By Brandy Browne
Have you ever wondered why you attend your child’s parent teacher conference and hear the teacher say glowing statements about how well your child always behaves for them? Do you wonder if you two are indeed talking about the same child? Is this the same child that dissolves into a puddle of tears every day at 5:00 P.M.? What makes your child so different for you in the evenings than they behave for authority figures all day?
Soto (2019), author for Today’s Parent, describes this phenomenon as the “after school restraint collapse.” You’re familiar with it…Baylie is an angel all day for her teachers, only to scream, yell, and have tantrum after tantrum after school over everything from snacks to her siblings glancing her way to being asked to pick up her toys. Child counselors and parent educators argue that this occurs in our children because they are completely and totally physically, mentally, and emotionally spent from holding themselves together and complying with the rigorous demands of education today. Only when they are in their safe place at home can they truly release what has been building all day.
The fact that your child feels safe with you and able to be their imperfect self without fearing the loss of your love is a great thing, but what can we as parents do to combat the discord this can bring to our homes in the evenings? First and foremost, allow a safe place for your child to have the inevitable meltdown. Welcome your child with a snack or drink to replenish them, and try not to overschedule your time in the evenings. Children need downtime to unwind and decrease the amount of these meltdowns that occur. Find an activity that your child enjoys to relieve some stress. Bonus points if this activity is of the physical variety. School aged children need four to five hours of active physical play every day for their cognitive and physical development. The demands being placed on today’s teachers means that they often do not get that activity that they need throughout the day. Children that have a healthy amount of physical activity will sleep better at night and be more capable of self regulating during the day. Nature is a great source of stress relief…if you have a family garden, allow your children to dig in the dirt and play while you take care of the tasks to maintain it. If you have pets, allow your child to help walk them and play with them. Allow them to engage in sensory experiences with tactile feedback…painting, making slime, playing in mud or with kinesthetic sand. The attention given to the sense of touch will be soothing for your child.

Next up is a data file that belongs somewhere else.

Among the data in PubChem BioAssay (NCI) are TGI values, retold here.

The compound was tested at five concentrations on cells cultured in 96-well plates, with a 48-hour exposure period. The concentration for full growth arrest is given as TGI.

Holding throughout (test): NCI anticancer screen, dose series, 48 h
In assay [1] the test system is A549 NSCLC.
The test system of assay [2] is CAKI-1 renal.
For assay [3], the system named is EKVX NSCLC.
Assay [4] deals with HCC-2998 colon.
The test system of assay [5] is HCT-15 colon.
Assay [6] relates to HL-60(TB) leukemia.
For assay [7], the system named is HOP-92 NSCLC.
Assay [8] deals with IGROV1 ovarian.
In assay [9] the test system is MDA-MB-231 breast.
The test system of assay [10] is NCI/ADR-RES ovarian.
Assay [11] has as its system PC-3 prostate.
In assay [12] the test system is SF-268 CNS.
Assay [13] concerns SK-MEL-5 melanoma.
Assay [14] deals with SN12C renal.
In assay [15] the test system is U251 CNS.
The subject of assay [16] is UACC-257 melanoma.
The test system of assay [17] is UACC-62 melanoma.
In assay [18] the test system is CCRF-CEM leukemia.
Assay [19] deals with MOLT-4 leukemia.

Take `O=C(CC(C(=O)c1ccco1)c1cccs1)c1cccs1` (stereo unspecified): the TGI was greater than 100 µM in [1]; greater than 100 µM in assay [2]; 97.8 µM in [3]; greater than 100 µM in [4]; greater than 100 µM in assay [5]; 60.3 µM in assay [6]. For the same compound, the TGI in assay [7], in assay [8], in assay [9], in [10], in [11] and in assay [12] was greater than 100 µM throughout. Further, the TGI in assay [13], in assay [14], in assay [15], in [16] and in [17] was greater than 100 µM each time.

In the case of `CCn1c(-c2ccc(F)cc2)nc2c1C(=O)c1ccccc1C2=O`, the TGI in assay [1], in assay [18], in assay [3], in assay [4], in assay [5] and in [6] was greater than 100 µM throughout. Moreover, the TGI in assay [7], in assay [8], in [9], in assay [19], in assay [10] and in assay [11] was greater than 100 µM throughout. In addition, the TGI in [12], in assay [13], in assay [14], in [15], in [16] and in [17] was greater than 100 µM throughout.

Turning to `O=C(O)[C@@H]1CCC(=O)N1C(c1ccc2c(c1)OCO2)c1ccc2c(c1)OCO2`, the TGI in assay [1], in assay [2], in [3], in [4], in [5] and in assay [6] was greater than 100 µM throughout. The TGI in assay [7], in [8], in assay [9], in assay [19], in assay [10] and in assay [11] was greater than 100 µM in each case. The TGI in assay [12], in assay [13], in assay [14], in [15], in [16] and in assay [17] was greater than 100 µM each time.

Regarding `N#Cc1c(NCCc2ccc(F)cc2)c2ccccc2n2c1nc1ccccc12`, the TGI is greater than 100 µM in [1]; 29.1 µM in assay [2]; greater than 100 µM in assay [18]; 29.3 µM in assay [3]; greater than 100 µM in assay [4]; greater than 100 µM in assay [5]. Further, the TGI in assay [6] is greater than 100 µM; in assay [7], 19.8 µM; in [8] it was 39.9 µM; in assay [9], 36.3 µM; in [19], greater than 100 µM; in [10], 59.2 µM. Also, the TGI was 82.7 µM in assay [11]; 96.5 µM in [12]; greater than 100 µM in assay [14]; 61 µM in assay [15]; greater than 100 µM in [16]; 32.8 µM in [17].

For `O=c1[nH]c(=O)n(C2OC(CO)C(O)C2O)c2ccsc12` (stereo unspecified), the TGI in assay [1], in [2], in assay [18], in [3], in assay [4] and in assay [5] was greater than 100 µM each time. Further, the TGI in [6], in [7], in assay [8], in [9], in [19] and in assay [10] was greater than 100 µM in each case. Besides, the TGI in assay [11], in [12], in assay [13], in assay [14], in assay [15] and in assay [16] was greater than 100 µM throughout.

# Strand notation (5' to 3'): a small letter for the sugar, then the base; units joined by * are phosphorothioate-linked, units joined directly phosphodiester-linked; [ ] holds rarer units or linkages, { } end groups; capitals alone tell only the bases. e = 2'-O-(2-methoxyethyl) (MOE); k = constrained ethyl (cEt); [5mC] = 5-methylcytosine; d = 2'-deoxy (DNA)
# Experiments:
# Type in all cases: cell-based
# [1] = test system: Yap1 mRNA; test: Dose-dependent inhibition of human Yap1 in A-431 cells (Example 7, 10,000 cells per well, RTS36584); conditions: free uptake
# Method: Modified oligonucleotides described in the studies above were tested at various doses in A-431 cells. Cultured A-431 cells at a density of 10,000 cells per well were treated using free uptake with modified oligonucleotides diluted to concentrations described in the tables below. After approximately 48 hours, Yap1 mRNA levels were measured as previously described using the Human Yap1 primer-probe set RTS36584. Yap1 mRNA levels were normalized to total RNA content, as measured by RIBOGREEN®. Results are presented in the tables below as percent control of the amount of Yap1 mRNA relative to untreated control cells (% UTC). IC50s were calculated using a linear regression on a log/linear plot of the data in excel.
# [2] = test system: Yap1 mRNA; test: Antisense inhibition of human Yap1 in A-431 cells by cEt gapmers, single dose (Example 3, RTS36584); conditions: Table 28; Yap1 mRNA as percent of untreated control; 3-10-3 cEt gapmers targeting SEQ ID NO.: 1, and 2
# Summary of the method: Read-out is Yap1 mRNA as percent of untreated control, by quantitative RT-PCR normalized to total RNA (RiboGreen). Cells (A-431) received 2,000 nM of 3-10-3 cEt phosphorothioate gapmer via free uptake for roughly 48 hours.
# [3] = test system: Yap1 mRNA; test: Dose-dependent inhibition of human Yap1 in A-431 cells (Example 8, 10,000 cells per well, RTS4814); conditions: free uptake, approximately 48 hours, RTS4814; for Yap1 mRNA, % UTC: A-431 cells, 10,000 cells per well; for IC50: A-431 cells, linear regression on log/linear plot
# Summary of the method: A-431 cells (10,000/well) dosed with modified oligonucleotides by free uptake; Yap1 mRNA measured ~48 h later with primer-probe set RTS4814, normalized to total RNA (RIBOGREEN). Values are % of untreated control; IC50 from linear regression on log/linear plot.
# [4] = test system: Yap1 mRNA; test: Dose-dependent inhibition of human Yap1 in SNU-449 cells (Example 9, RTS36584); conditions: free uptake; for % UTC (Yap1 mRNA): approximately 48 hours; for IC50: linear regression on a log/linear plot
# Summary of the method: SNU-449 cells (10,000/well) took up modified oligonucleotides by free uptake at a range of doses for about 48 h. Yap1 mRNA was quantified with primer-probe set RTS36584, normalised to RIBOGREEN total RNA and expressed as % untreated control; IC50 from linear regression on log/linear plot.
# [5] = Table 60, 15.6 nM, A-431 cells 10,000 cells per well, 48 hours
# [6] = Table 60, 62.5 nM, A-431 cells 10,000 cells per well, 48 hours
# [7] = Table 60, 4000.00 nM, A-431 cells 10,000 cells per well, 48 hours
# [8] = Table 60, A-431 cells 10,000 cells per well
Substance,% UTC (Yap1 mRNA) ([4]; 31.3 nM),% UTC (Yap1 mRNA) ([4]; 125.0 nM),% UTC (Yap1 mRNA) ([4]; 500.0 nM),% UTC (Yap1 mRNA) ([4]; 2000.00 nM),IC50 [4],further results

Overall, try not to take the after school collapse personally. Your child is not acting out to be disobedient or to undermine your authority. They are merely reacting to the restrictions placed on them in the confines of the more structured classroom environment. Moreover, as parents, we WANT to be our children’s safe place. Our children have learned the lesson that different venues warrant different behaviors from them, and that is a life skill they will be utilizing for the rest of their lives.
Seto, C. (2019). After school restraint collapse is a real thing- Here’s how to deal with it. Today’s Parent. Retrieved from https://www.todaysparent.com/kids/school-age/after-school-restraint-collapse-is-a-real-thing-heres-how-to-deal-with-it/